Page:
Nate Bjorkgren's infamous tenure as Indiana Pacers head coach was short-lived — after one season that included an altercation between a player and an assistant coach, he was let go.
Myles Turner, who has been with the Pacers since he was drafted in 2015, opened up about why Bjorkgren struggled.
"Being a first-year head coach, there's a lot of ego that comes with that. You have a lot of this, ‘I know what I'm doing. I got this.’ But in a sense, you don't always know exactly what you're doing. You have to accept that," Turner said on the Noble and Roosh Show. "He kind of tried to accept that later in the year, but throughout the year, he wouldn't let go of that ego in a sense. That's one of the things that hurt him in his tenure in Indiana."
He described the aftermath of the incident between Goga Bitadze and assistant coach Greg Foster as "really bad."
"There was never (any) fights or anything like that. Nobody ever threw hands. But there was a lot of verbal altercations after that, a lot of stuff in the locker room," Turner said. "It was a lot.
"All that stuff that happened last year, it was like a movie. The losing, not making the playoffs, that was a first for me. You’ve got to take it for what it is. Sometimes it makes the team band together. We have to be more connected than ever because of all the stuff that we're going through."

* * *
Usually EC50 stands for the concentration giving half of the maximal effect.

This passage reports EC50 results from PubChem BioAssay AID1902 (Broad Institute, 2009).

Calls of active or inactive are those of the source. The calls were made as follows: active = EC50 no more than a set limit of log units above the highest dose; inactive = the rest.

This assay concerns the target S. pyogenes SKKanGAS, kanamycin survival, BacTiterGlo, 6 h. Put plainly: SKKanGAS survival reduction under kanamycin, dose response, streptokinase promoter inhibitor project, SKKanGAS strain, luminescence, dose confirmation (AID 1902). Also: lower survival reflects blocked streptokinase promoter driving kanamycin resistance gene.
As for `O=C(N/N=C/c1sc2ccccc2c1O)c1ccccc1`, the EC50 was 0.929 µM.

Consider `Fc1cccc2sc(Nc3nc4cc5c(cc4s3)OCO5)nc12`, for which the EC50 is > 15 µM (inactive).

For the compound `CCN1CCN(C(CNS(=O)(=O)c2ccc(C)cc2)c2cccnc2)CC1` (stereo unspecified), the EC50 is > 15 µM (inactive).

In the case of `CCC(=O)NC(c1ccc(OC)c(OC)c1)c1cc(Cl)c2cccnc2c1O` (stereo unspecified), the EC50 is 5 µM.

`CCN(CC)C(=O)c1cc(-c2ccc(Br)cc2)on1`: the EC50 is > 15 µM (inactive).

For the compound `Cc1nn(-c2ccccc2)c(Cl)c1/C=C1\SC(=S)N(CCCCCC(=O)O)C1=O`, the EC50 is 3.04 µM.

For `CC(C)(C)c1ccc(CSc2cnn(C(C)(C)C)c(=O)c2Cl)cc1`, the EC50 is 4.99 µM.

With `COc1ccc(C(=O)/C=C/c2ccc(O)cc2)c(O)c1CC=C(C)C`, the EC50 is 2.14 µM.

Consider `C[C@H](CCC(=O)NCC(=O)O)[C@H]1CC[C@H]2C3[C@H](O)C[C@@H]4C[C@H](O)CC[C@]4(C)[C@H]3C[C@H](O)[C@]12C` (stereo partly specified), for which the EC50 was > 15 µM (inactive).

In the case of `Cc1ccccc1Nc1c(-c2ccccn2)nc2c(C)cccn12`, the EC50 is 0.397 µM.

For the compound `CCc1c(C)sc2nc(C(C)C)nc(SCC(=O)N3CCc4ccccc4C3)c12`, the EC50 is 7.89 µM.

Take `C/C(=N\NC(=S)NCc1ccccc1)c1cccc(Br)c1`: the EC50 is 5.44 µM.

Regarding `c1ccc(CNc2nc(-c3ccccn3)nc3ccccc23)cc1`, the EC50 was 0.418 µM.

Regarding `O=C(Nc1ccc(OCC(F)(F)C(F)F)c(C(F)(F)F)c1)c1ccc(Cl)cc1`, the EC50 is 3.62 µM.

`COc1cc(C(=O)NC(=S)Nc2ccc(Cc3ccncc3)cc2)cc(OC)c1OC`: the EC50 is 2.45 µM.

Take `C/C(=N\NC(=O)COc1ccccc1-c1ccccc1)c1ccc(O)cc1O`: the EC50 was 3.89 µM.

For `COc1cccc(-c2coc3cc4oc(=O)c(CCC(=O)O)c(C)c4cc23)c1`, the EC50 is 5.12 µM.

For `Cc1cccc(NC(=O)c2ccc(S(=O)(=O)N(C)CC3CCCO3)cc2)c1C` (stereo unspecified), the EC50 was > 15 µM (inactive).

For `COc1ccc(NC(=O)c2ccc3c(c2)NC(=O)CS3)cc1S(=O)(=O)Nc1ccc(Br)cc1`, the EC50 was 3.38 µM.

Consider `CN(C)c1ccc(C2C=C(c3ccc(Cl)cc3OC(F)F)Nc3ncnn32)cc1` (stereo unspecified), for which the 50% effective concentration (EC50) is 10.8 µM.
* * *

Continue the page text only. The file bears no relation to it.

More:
Turner credited Bjorkgren's basketball IQ.
"Nate is going to get a bad rap just because of everything that went down. One thing about Nate is that he really cared. He just came off a championship. He wanted to adopt that championship mentality in Indiana," Turner said. "He could have had a better tenure here if he went about things a little bit differently. But all in all, X’s and O’s, he was a good coach. He knew what he was doing. We just couldn’t execute it."
Turner said Bjorkgren's offensive strategy was "straight 3s and layups."
"'Don’t shoot a midrange shot,'" Turner said of Bjorkgren's philosophy. "If you shoot a midrange shot, it was death. It would drive him insane. Malcolm Brogdon makes a living off mid-range floaters, mid-range pull-ups or whatnot. He’d have knock-down drag outs with him, saying, ‘Listen, I’ve got to use my midrange, this is my game.' Even personally, I made a career off pick-and-pop midrange in a sense."
Turner said that, at some points, he made the decision he felt was best to help the team win.
"Different strokes, different folks. Everybody has a different philosophy in the way they approach the game. But at the end of the day, we’re the players out there on the floor," he said. "Whatever we deem necessary, we’re professionals who have been doing this for a long time. If it’s a midrange shot, I don’t care what the numbers or the analytics say. This is the best shot in this situation, so I’m going to take this shot."
Turner said Bjorkgren's defensive philosophy allowed him to have one of the best defensive seasons of his career. He averaged a league-best 3 blocks per game.
“Nate Bjorkgren’s defense was probably where I was the best. Our whole philosophy was, ‘We're gonna pressure the (expletive) out of the ball. If you get beat, then you have Myles back there.’ Our guards were constantly getting beat because they were pressuring guys at halfcourt. Some of these guys would go downhill and it was really just me and the guard. They would funnel everything to me, and that's where I got the most blocks here and that's when I was kind of doing my best. That's where I was able to make my mark from a defensive standpoint."
This article originally appeared on Indianapolis Star: Pacers: Myles Turner discusses former coach Nate Bjorkgren